LONDON (Reuters) - Stocks fell in Europe and Asia on Thursday as investor concern over the pace of U.S. economic growth overshadowed a widely telegraphed rise in Federal Reserve interest rates that lifted the dollar off recent lows.
The Robust Reactive Systems Labjust might have the highest ceilings of any lab on the Carnegie Mellon campus. It's big and drafty, and were it not for the rows of computer workstations, it might easily be mistaken for an airplane hangar. The centerpiece looks more like a batting cage than a serious piece of lab equipment. But when the demo starts, everyone stops and watches. Read More
Global warming is expected to have a big impact on the economy, and a new study says cities will be hit the hardest.
The study published Monday in the Nature Climate Change journal found that the total economic costs of climate change for cities could be 2.6 times higher due to an effect researchers call the "urban heat island."
Researchers looked at 1,692 cities and found that by 2100, they could be as much as 8 degrees C warmer. Nearly 5 degrees would be due to global warming, but the rest is from the heat island effect, which happens when parks and lakes are replaced by heat-trapping concrete and asphalt.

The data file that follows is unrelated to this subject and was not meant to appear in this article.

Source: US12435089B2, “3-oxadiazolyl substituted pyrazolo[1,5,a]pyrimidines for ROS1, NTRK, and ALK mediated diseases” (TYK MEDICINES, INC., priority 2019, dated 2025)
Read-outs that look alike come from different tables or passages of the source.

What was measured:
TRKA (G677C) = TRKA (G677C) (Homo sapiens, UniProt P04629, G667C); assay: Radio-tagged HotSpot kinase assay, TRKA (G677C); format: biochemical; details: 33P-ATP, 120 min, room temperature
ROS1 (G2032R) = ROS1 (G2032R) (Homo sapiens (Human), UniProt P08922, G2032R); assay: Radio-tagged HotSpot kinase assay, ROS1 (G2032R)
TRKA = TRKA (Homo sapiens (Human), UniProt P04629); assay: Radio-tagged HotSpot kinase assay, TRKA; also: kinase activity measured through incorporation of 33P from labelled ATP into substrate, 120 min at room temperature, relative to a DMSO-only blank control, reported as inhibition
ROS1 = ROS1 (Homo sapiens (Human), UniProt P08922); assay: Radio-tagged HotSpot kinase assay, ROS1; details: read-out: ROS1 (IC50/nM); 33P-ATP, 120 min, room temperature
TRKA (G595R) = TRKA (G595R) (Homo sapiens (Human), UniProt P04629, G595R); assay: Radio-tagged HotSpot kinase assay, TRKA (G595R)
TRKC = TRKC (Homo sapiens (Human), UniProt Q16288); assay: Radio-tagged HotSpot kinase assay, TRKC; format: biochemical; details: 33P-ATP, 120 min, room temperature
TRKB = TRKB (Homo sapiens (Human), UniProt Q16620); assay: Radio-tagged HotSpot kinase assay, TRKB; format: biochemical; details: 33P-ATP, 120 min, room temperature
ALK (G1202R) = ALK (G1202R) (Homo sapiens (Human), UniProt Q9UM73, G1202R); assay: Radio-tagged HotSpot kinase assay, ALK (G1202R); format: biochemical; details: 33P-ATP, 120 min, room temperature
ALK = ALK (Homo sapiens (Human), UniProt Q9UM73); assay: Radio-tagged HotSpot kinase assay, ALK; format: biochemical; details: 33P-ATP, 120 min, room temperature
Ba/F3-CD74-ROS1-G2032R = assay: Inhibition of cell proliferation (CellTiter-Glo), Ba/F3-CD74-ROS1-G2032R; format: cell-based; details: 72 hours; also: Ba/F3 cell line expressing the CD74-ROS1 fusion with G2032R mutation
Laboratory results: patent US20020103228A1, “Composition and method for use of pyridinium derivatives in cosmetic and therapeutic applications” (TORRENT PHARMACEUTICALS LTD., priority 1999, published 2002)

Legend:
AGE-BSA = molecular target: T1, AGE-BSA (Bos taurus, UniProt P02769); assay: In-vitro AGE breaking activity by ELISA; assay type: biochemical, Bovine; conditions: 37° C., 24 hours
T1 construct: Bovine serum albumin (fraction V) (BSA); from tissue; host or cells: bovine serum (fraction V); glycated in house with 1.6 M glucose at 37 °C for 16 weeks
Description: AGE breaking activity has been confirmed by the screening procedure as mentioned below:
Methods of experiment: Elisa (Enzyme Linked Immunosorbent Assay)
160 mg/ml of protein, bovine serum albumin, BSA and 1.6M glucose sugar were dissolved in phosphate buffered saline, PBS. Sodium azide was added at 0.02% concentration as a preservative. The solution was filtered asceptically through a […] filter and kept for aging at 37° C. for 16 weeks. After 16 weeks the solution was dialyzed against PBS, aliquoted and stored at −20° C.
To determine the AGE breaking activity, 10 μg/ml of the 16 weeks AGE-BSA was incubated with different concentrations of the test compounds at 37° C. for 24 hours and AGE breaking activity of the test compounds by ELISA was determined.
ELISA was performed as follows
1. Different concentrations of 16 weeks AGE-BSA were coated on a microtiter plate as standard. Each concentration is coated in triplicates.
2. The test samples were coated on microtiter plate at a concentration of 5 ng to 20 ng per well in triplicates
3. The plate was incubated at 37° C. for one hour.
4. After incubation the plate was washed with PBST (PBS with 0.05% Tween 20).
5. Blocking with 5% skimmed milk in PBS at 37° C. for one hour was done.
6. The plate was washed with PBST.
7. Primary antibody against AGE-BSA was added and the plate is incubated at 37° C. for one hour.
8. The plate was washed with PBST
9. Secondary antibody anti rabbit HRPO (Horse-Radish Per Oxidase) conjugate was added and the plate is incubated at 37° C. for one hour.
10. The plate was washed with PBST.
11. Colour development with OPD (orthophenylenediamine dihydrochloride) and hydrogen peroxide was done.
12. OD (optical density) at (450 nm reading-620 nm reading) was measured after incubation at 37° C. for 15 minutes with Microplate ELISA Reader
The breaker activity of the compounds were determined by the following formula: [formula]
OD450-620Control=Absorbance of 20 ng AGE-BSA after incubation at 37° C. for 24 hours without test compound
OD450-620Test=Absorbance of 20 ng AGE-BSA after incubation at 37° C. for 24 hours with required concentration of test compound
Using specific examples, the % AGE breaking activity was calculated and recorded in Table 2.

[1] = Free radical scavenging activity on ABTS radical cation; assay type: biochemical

By 2050, cities could see temperatures rise by two degrees from heat islands. That could mean more air pollution, worse water quality, and poorer health.
Any hard-won victories over climate change on a global scale could be wiped out by the effects of uncontrolled urban heat islands," said Richard S.J. Tol of the University of Sussex in a release.
The study found the median city would lose between 1.4 per cent and 1.7 per cent of its GDP by 2050, and between 2.3 and 5.6 per cent by 2100, depending on how much the planet warms during that period of time. The worst-off city could have losses as high as nearly 11 per cent of its GDP.
Researchers looked at different policies that could mitigate the economic impact of warming, like planting more trees.
They found that the cheapest measure would be installing cool roofs and pavements that absorb less heat and reflect less into the nearby environment. The study found that changing 20 per cent of a city's roofs and half of its pavements could save 12 times the cost of installation and maintenance, and reduce air temperatures by 0.8 degrees.
British Airways has a problem. It's new IT system has completely crashed five times inside a year, and today it added a sixth global crash to the roster. All flights from Heathrow and Gatwick have been cancelled until at least 6pm in London tonight, affecting all BA flights globally. The airline is asking passengers not to come to the airports. The system failure also took out the BA Read More